Last week, former leaders General Ibrahim Babangida and Olusegun Obasanjo issued a joint statement on the state of the nation. In it, the duo expressed weighty positions and with a candour not unexpected of elder statesmen at a period of great danger and national self-doubt. The retired generals took a searching look at Nigeria's clearly troubled national journey and spoke out at a period it was very important to do so.
The opening stanza of their submission captures and contextualises the core of the subsisting national dilemma: "Unfolding events in our dear motherland Nigeria, over the last few years, are threatening to unravel the nearly a century old labour of our founding fathers and subsequent generations in building a strong, united, peaceful nation that can accommodate and cater for the needs and aspirations of our diverse communities. Internecine crises are raging across the land unabated with damaging consequences on the social, political and economic life of the nation."
According to the correct submission of the two ex-military top guns, "The loss of innocent lives being experienced by the day across the nation is simply unbearable. Currently, the nation is gripped by a regime of fear and uncertainty that virtually all citizens have difficulties going about their normal day-to-day lives without great anxiety and trepidation. This cannot be allowed to continue!"
With justifiable gravity, they handed down a kind of ultimatum to the current political leadership of the nation and clearly stated that the current trend must end. The dimension of dialogue as a central option of engaging the militant Boko Haram sect was also brilliantly played up by the battle-hardened veterans.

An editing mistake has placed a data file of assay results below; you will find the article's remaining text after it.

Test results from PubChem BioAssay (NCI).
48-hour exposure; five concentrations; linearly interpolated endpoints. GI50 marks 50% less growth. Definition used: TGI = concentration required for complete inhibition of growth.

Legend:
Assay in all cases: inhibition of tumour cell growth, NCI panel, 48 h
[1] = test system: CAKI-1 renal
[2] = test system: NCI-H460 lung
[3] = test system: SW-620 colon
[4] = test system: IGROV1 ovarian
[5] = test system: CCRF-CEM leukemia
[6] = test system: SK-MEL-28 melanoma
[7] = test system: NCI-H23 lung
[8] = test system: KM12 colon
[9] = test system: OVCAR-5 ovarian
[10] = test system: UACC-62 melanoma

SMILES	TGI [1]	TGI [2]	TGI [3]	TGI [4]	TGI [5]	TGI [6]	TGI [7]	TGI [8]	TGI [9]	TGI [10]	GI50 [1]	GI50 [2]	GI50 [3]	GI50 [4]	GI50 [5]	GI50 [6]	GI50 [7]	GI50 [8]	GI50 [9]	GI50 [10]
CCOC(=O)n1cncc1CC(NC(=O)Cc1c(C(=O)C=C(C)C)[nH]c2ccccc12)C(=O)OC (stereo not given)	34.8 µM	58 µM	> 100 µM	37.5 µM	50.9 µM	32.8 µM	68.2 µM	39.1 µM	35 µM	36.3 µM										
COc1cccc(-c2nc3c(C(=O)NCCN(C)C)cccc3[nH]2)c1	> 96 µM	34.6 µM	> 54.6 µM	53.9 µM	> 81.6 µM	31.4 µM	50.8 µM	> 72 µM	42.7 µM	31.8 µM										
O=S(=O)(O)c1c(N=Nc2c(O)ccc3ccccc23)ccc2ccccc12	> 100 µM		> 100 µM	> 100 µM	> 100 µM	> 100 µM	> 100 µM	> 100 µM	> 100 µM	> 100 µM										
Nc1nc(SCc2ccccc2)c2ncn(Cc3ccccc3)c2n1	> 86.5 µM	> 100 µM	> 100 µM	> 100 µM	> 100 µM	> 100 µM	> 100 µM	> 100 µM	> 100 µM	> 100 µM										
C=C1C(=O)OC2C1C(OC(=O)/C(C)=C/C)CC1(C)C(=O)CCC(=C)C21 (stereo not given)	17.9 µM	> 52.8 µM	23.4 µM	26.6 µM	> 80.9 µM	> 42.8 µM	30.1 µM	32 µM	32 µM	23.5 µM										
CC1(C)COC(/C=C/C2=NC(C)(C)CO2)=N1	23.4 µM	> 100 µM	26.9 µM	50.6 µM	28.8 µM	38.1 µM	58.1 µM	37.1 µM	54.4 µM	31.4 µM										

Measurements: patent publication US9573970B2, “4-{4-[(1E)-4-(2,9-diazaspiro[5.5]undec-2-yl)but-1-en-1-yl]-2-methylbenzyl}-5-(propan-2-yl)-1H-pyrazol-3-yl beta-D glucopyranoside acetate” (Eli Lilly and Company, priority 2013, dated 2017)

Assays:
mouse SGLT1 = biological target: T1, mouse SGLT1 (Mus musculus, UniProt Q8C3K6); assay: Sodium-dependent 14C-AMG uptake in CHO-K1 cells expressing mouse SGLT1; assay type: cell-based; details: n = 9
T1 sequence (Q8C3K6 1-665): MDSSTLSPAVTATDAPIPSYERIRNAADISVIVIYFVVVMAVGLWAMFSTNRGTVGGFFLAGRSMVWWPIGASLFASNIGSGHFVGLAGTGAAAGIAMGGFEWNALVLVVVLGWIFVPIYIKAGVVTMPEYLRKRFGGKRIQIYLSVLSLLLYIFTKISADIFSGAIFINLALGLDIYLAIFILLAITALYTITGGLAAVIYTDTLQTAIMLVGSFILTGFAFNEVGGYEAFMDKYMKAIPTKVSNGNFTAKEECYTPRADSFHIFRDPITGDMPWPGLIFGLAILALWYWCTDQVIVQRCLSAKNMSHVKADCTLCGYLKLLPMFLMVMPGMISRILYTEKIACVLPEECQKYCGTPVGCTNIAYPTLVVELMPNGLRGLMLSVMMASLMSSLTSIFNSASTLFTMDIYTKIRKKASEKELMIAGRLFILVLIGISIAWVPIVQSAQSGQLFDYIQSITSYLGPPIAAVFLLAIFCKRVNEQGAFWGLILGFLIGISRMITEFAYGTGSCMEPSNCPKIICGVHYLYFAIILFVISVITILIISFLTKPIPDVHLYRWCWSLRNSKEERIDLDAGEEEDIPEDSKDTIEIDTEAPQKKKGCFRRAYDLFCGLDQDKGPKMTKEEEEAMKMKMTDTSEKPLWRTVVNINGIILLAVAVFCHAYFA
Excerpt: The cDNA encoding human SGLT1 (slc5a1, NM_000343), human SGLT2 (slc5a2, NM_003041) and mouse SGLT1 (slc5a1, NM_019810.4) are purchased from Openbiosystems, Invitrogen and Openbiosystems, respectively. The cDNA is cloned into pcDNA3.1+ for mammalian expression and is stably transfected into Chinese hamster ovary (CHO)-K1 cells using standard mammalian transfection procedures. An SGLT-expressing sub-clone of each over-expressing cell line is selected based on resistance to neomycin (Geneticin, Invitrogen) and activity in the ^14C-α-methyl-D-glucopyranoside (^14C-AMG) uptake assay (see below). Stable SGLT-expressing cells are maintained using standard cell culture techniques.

The method, moment and apparent motive of the call by Obasanjo and Babangida to all Nigerians for peace, tolerance and dialogue in the midst of the present dangers suggest serious introspection and consideration of the real possibility of the break-up of the nation. Both, wise in the ways of crises and danger, were clearly trying to appeal to the most patriotic and nationalistic sentiments of a divided, distracted and angry polity.
The prevailing national crisis with its inherent dangers could not have been better articulated and by perhaps no better tag-team. We readily recall that the stories of both ex-leaders are intimately intertwined with the history of post-independence Nigeria. But notwithstanding the sincerity and weight of their counsel, both obviously cannot escape censure in the nation's political space.
This hinges on their responses to the recent political history of the country, given the centrality of their roles. This is evidenced by the flak (and commendations) that trailed their homily. Respected personalities, significant organisations and political tendencies have commended and condemned both the messengers and their message roughly in equal measure. At the core of their criticism are the roles both played in governance of the country in the past when they held sway.
However, beyond whatever speculations the duo's antagonists may adduce for this intervention, we believe that their joint position cannot be written off lightly. For whatever they are worth, Obasanjo and Babangida's standpoints on key issues that impact the pace and tenor of socio-political emancipation of the polity carry sufficient weight to provoke appropriate national discourse.
We note that, at press time, no significant response had been made by the presidency to the free counsel provided by Obasanjo and Babangida. We urge President Goodluck Jonathan to study the content of this "state of the nation" position on its merit - and use what is useable from it.